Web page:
Yet another is that it can be immersion-breaking to have truly limited supplies, depending on context.  Sure, it makes sense that the world of Fallout would have a limited amount of Stimpaks or assault rifle ammo, because nobody can manufacture more, but most game worlds aren't like this and typically have some form of industry that's capable of creating goods in the first place.  Did the blacksmith suddenly decide to just stop making helmets?  Did the town alchemist decide it wasn't worth brewing up any more potions?  In a genre that often strives for verisimilitude, the prospect of no resupply whatsoever is an issue.

The best solution to this problem I've seen is some sort of timer that triggers when items are restocked.  This can be difficult to implement given the game, because not all titles have any sort of persistent world with simulated time flow, and often the work-around (have shops replenish or change inventory at key story points) can come across as a little contrived or heavy-handed.  Ideally, only certain items would restock with merchants, and only certain enemies, supplies and other sources of items would respawn - basic supplies that are useful throughout the game are a given, but it's probably not a good idea if the best, unique equipment also reappears on schedule.

Sometimes, Poorer is Better

Still, recalling the mechanical reasons for including money in games (universal resources exchanged for disparate game functions), it becomes clear that sometimes the best solution is actually to stay as far away from money as possible.  Money is only valuable for what it represents, after all - and many games can do just fine without it - there are myriad alternatives that are just as if not more effective, and avoid the unnecessary middleman money can often be.

Crafting is the go-to example of an in-game economy that is often detached from money itself.  In some respects it's actually a more pure economy and has more interesting systemic interplay - crafting items can be different types, materials and so on, for instance, while typically money is one type of resource (sometimes broken up for aesthetic reasons, i.e. gold/silver/copper).  Crafting supplies reward players by allowing them to create new items of their own choosing, but avoid the unnecessary and immersion-breaking issue of an in-game economy that makes absolutely no sense.

Another economy system that tends to be overlooked is, of course, experience points and leveling up.  Even more direct an economy than crafting is, experience is typically and directly rewarded for victory in combat, and can in theory be used immediately as it's gained (by banking it for a level-up).  Dark Souls implements something along these lines by allowing players to use souls (XP) both to level-up their player character, as well as purchase and upgrade items.  In the context of the game universe, it makes sense and has a story reason for working the way it does , and it also avoids the problem of the economy getting bloated.

Closing Thoughts

Generally speaking, I'm actually of a mind to stay far away from money as a form of currency when it can be managed.  While there's something to be said for money as a narrative and gameplay device, the problems in balancing it in such a way as to make sense in the game universe, as well as a game system, can make it more trouble than it's probably worth.  Money is usually one of those things that's included in games (and especially RPGs) simply because it's expected, but the underlying concept is far more valuable than face value.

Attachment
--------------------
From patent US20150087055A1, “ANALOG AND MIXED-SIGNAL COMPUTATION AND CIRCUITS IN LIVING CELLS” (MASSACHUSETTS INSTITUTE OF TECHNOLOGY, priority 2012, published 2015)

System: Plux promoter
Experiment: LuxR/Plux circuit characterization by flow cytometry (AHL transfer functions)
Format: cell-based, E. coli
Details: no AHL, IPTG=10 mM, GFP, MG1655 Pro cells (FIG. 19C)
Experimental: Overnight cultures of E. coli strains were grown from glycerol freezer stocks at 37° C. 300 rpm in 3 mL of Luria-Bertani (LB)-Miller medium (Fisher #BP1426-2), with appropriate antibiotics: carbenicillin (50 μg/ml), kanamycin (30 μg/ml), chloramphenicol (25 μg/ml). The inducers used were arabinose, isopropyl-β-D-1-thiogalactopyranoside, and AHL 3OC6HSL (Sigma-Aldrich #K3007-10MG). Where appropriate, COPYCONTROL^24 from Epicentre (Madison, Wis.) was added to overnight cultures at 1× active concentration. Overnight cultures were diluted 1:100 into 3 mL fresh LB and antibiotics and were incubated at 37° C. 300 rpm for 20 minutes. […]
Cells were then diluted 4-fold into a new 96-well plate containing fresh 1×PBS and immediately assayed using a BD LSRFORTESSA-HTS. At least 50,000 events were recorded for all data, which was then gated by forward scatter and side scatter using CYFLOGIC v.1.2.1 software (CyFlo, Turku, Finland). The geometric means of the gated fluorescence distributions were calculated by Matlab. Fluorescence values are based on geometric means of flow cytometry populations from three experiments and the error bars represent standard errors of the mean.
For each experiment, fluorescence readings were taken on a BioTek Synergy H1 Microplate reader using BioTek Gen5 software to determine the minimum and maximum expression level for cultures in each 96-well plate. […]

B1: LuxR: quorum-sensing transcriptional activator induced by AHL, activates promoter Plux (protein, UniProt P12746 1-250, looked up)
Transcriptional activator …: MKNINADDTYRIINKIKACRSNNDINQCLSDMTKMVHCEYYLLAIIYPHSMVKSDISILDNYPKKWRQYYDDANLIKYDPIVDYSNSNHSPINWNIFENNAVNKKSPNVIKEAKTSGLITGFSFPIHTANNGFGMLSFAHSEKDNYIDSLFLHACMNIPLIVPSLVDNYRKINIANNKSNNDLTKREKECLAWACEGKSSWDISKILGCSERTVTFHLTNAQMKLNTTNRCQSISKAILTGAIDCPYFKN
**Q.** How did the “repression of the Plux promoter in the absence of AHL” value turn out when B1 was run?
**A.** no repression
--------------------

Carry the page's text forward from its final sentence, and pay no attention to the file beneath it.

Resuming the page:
E3 2012 Impressions: Year of the Cover Shooter

E3 is close to wrapping up, and if there's one thing that I've taken away from it this year, it's that 2012 is looking to be the year of the cover-based shooter.  While some have lamented the move towards a very stock-standard form of shooter in the past, E3 2012 is the first time I've really felt a sense of fatigue at so many games on display.

Perhaps what's different this year is that so many of these games aren't new properties, but old ones that have firmly-cemented histories in other genres.  It's not enough to say that E3 2012 is the year of the cover shooter - rather, it'd be more appropriate to say that it's the year of reinvention, where many franchises that have found themselves treading water over the last few years have suddenly found a new direction.

Unfortunately, the downside is that while production values are higher than ever and graphics are often, in a word, phenomenal, some of these titles haven't so much found new life as they have borrowed the spark from others.  The end result is a string of games that simply look and feel monotonous - genre taken to truly homogeneous levels.

Before continuing, I'd like to add the disclaimer that I haven't played any of these titles yet, and obviously none of them are out yet.  These are my impressions based solely on the demo footage I've been able to find.  Of course, I also mean no disrespect to anyone who may be working on these titles - my complaints here have less to do with game content itself and more with genre than anything else.

Tomb Raider

As a fan of the classic Tomb Raider games, I was cautiously optimistic about the reworking of the Tomb Raider franchise.  Truth be told, the changes to protagonist Lara Croft didn't especially incense me - she was never a character I had much of an emotional attachment to.  However, the platform-centric, adventure-driven gameplay defined a generation of early 3D console titles, and the mid-2000s reboot by Crystal Dynamics was able to bring Tomb Raider back on track by going back to the roots of the franchise, while at the same time updating the visuals and controls to more modern standards.